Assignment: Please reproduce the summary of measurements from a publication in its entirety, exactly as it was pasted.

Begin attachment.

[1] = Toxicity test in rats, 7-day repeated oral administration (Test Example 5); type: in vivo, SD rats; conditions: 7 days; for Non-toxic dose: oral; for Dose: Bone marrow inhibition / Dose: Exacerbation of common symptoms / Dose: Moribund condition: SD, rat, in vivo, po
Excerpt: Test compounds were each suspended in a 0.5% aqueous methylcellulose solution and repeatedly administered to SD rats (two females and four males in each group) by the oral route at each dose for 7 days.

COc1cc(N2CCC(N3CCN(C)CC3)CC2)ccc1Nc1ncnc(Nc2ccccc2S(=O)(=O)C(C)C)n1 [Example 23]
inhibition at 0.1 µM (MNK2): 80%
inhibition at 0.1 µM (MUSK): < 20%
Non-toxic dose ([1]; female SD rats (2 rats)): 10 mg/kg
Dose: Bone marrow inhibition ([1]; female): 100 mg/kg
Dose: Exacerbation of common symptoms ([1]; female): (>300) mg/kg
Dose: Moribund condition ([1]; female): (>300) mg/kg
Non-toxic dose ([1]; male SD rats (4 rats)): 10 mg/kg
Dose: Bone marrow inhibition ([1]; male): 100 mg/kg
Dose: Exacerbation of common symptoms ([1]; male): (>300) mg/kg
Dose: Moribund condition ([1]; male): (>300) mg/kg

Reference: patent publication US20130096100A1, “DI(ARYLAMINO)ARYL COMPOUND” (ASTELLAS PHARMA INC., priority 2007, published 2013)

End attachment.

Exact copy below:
[1] = Toxicity test in rats, 7-day repeated oral administration (Test Example 5); type: in vivo, SD rats; conditions: 7 days; for Non-toxic dose: oral; for Dose: Bone marrow inhibition / Dose: Exacerbation of common symptoms / Dose: Moribund condition: SD, rat, in vivo, po
Excerpt: Test compounds were each suspended in a 0.5% aqueous methylcellulose solution and repeatedly administered to SD rats (two females and four males in each group) by the oral route at each dose for 7 days.

COc1cc(N2CCC(N3CCN(C)CC3)CC2)ccc1Nc1ncnc(Nc2ccccc2S(=O)(=O)C(C)C)n1 [Example 23]
inhibition at 0.1 µM (MNK2): 80%
inhibition at 0.1 µM (MUSK): < 20%
Non-toxic dose ([1]; female SD rats (2 rats)): 10 mg/kg
Dose: Bone marrow inhibition ([1]; female): 100 mg/kg
Dose: Exacerbation of common symptoms ([1]; female): (>300) mg/kg
Dose: Moribund condition ([1]; female): (>300) mg/kg
Non-toxic dose ([1]; male SD rats (4 rats)): 10 mg/kg
Dose: Bone marrow inhibition ([1]; male): 100 mg/kg
Dose: Exacerbation of common symptoms ([1]; male): (>300) mg/kg
Dose: Moribund condition ([1]; male): (>300) mg/kg

Reference: patent publication US20130096100A1, “DI(ARYLAMINO)ARYL COMPOUND” (ASTELLAS PHARMA INC., priority 2007, published 2013)